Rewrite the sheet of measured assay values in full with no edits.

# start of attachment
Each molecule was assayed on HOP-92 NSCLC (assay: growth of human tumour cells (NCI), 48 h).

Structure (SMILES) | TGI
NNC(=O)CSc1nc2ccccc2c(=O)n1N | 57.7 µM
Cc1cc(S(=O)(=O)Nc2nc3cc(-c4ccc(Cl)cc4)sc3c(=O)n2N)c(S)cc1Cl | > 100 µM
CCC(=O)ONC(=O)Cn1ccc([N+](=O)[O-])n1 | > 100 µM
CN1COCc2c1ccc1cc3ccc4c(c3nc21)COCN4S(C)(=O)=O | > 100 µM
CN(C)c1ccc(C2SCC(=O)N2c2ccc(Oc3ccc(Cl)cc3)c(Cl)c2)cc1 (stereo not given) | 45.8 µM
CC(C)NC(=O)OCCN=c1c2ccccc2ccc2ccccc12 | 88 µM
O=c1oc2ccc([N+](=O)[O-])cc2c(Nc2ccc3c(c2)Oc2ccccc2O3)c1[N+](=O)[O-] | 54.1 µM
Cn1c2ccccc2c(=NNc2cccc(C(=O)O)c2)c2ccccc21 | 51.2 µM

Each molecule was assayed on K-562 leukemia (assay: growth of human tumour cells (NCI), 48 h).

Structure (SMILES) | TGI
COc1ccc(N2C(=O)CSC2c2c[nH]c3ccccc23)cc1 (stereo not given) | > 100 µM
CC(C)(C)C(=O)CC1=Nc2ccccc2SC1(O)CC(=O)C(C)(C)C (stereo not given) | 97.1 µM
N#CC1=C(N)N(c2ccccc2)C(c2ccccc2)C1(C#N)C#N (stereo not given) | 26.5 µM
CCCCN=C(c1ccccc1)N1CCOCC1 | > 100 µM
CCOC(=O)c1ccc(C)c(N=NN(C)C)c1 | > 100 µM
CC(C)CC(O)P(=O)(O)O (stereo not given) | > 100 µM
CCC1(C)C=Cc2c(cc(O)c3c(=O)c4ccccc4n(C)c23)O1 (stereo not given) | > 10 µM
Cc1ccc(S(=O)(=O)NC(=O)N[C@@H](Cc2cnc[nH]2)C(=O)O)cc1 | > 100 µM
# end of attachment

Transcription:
Each molecule was assayed on HOP-92 NSCLC (assay: growth of human tumour cells (NCI), 48 h).

Structure (SMILES) | TGI
NNC(=O)CSc1nc2ccccc2c(=O)n1N | 57.7 µM
Cc1cc(S(=O)(=O)Nc2nc3cc(-c4ccc(Cl)cc4)sc3c(=O)n2N)c(S)cc1Cl | > 100 µM
CCC(=O)ONC(=O)Cn1ccc([N+](=O)[O-])n1 | > 100 µM
CN1COCc2c1ccc1cc3ccc4c(c3nc21)COCN4S(C)(=O)=O | > 100 µM
CN(C)c1ccc(C2SCC(=O)N2c2ccc(Oc3ccc(Cl)cc3)c(Cl)c2)cc1 (stereo not given) | 45.8 µM
CC(C)NC(=O)OCCN=c1c2ccccc2ccc2ccccc12 | 88 µM
O=c1oc2ccc([N+](=O)[O-])cc2c(Nc2ccc3c(c2)Oc2ccccc2O3)c1[N+](=O)[O-] | 54.1 µM
Cn1c2ccccc2c(=NNc2cccc(C(=O)O)c2)c2ccccc21 | 51.2 µM

Each molecule was assayed on K-562 leukemia (assay: growth of human tumour cells (NCI), 48 h).

Structure (SMILES) | TGI
COc1ccc(N2C(=O)CSC2c2c[nH]c3ccccc23)cc1 (stereo not given) | > 100 µM
CC(C)(C)C(=O)CC1=Nc2ccccc2SC1(O)CC(=O)C(C)(C)C (stereo not given) | 97.1 µM
N#CC1=C(N)N(c2ccccc2)C(c2ccccc2)C1(C#N)C#N (stereo not given) | 26.5 µM
CCCCN=C(c1ccccc1)N1CCOCC1 | > 100 µM
CCOC(=O)c1ccc(C)c(N=NN(C)C)c1 | > 100 µM
CC(C)CC(O)P(=O)(O)O (stereo not given) | > 100 µM
CCC1(C)C=Cc2c(cc(O)c3c(=O)c4ccccc4n(C)c23)O1 (stereo not given) | > 10 µM
Cc1ccc(S(=O)(=O)NC(=O)N[C@@H](Cc2cnc[nH]2)C(=O)O)cc1 | > 100 µM